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The Health Benefits of Carrots
What's up for health, Doc? Big orange carrots, that's what. Carrots are rich in the antioxidant beta-carotene. They are especially valuable for parents whose young children turn up their noses at vegetables, and the "wascawwy wabbit" who has tormented Elmer Fudd in innumerable cartoons has helped keep carrots popular with kids. Carrots are one of the few vegetables that travel well raw for kid's and grown-up's lunches and snacks. Ever wonder why Bugs Bunny has lived for so long? It just might be the carrots.
Cancer. Beta-carotene consumption has been linked to reduced risk of several cancers, notably lung cancer. It was found that the ones with the lowest levels of beta-carotene have the high chance of developing lung cancer. Therefore increasing the beta-carotene consumption from 1.7 to 2.7 milligrams a day reduced lung cancer risk for more than 40 percent. The average carrot contains about 3 milligrams of beta-carotene. Not all of that is absorbed into the bloodstream, but a good deal is.
Heart attack. At the Institute for Pharmacological Research in Milan, Italy, scientists analyzed the diets and health of 936 elderly women. Compared with those who ate the fewest carrots and least fruit, those who consumed the most had an astonishing 60 percent fewer heart attacks.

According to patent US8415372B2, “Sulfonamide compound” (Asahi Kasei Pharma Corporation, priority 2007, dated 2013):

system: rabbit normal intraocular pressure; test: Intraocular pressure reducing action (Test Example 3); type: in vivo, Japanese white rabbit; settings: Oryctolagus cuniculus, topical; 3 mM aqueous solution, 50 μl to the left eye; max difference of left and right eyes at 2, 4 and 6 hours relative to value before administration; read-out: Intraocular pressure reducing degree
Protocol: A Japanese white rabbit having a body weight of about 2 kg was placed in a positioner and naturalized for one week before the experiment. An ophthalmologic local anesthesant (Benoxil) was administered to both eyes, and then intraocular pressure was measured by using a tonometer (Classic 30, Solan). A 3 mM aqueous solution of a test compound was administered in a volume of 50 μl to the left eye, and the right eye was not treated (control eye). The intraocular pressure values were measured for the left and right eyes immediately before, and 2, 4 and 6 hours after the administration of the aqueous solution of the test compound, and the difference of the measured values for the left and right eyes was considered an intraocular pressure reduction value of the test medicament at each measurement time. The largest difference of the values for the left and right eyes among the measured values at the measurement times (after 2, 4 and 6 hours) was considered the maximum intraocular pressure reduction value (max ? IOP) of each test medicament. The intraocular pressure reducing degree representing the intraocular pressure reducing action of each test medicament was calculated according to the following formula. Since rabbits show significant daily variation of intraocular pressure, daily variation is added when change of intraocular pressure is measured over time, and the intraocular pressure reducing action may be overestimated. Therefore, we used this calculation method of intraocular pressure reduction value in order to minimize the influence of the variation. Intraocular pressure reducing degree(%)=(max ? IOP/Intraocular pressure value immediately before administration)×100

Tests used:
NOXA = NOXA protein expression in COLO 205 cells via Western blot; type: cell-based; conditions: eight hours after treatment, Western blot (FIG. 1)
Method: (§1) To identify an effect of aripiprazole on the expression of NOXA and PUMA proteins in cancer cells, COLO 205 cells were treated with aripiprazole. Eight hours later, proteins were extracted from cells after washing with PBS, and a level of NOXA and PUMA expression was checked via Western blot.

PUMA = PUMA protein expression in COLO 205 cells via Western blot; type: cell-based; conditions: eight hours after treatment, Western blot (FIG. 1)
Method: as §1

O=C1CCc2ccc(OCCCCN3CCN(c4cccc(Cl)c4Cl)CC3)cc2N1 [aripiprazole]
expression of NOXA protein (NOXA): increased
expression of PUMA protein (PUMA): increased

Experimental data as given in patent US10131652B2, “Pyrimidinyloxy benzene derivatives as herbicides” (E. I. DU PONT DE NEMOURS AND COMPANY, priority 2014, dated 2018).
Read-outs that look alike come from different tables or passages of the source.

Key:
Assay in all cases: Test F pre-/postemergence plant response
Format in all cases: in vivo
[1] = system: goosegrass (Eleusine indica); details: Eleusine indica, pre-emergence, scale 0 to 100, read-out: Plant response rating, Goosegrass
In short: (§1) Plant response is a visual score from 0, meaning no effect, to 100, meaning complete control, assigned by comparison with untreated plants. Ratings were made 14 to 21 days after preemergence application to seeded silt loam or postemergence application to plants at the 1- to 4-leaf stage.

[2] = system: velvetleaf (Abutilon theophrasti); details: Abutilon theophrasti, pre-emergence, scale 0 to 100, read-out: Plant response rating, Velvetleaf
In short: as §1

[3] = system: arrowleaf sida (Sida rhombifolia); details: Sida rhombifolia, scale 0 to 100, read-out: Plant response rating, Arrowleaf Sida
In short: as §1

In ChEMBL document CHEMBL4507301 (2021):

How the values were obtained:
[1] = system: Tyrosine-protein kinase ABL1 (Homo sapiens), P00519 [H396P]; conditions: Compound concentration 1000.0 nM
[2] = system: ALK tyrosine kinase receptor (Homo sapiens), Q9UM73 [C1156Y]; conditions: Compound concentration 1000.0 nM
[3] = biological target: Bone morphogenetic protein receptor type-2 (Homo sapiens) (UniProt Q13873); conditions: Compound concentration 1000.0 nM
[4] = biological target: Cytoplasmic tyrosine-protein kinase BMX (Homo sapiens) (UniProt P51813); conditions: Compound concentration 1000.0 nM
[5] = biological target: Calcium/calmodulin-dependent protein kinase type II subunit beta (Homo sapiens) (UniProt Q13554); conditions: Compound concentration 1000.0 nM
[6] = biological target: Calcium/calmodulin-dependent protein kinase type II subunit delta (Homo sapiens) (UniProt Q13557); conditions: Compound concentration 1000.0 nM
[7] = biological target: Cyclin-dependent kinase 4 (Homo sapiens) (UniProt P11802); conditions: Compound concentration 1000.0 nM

Macular degeneration. This common eye disease of the elderly impairs the macula, the part of the retina that produces the sharpest vision in the center of the visual field. But people who eat the most fruits and vegetables enjoy some protection, apparently because certain nutrients preserve the macula. It was found that compared with those who consumed the least beta-carotene, those who ate the most had a 40 percent lower risk of macular degeneration.
Stroke. Compared with eating carrots once a month or less, a carrot a day reduces stroke risk by a whopping 68 percent. Although it was not certain what accounts for carrot's ability to protect the arteries in the brain, but it was believed that beta-carotene plays a role. Those with the highest level of beta-carotene had the best survival rate.
Raymond Lee Geok Seng is one of the foremost experts in the health and fitness industry and is a writer specializing in body health, muscle development and dieting. He has spent countless of time and efforts conducting research and share his insightful and powerful secrets to benefit men and women all over the world. He is currently the author of the latest edition of "Neck Exercises and Workouts." Visit http://www.bodyfixes.com for more information.
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